Is the pandemic God’s judgement?

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12 February 2021

Is the pandemic God’s judgment?  That’s what some people are thinking, while others are asking if that’s what we think as Christians.  Meanwhile, others think such talk is ridiculous, and they don’t want anything to do with anyone who may think like that.

It’s a sharper question for those of us who believe that all things are in God’s hands, that nothing happens outside his will.  Why is God doing this?  As usual the best thing we can do is turn to the Bible for an answer.  And where better to turn than the words of Jesus himself?

In Luke chapter 13, we learn of an appalling event that some people tell Jesus about: some Galileans whose blood Pilate had mixed with their sacrifices. It seems they were brutally murdered while worshipping.  What’s important for us now is how Jesus answers: “Do you think that these Galileans were worse sinners than all the other Galileans because they suffered that way?”  He knows it’s easy to think like that.  It’s easy to think there’s something wrong with someone who suffers terribly, that they’re somehow getting what they deserve.  But Jesus sets us right straight away when he says, “I tell you, no!”  We’re not to think like that.  The pandemic isn’t God’s judgment on those who’ve died or lost loved ones.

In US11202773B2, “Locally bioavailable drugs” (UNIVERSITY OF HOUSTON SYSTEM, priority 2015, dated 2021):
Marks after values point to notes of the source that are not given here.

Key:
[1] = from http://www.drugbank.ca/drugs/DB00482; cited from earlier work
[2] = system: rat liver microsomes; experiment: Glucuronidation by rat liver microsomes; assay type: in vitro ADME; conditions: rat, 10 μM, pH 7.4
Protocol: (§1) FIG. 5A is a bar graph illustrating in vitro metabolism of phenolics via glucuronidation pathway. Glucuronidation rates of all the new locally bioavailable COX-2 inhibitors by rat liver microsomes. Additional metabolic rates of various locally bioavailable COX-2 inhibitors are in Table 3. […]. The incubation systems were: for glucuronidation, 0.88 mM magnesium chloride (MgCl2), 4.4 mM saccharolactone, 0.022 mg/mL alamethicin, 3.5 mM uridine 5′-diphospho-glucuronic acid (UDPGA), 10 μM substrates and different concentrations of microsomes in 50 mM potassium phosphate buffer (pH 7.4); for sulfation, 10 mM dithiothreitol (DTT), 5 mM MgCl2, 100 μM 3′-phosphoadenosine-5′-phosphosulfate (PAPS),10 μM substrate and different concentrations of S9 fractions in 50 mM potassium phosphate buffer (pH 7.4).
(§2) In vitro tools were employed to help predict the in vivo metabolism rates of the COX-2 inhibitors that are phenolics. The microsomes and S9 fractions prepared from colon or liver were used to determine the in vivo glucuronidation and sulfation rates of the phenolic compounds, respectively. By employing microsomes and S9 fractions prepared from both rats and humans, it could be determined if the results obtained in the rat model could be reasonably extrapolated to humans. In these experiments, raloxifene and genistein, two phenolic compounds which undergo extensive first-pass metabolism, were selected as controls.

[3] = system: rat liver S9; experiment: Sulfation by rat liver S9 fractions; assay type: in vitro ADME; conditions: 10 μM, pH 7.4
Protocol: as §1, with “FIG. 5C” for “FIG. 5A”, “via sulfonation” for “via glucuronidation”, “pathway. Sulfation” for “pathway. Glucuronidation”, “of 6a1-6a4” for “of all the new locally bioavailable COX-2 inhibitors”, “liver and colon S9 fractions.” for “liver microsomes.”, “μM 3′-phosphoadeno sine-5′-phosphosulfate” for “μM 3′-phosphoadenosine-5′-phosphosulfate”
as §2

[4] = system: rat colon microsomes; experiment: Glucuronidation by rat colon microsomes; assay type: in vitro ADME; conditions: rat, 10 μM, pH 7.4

And Jesus has more to say: “But unless you repent, you too will all perish.”  So, Jesus is saying two important things to us here.  One, don’t think that the pandemic is God’s judgement.  Two, do think that God’s judgment is coming, and get ready for that by turning to him.

And Jesus goes on.  What Pilate did was a terrible act of human evil.  He goes on to mention another tragedy, this one a total accident.  And as far as we know the pandemic was a terrible accident.  “Those eighteen who died when the tower in Siloam fell on them – do you think they were more guilty than all the others living in Jerusalem?”  Another tragedy, but the same question.   And Jesus makes exactly the same points again, and in exactly the same words: “I tell you, no! But unless you repent, you too will all perish.”

It seems to me we’re better at saying the first thing Jesus says here than we are at saying the second.  We’re good at saying this isn’t God’s judgment.  We’re not good at saying God’s judgment is coming and we need to repent.  CS Lewis famously described our pains as “[God’s] megaphone to rouse a deaf world.”  When something like the pandemic happens, God is asking us, “Are you listening? Will you repent?”

Father, we find it easier to judge others for their sins than we do to repent of our own sins.  Give us grace to repent well.  Amen.

Chris Hobbs, Senior Minister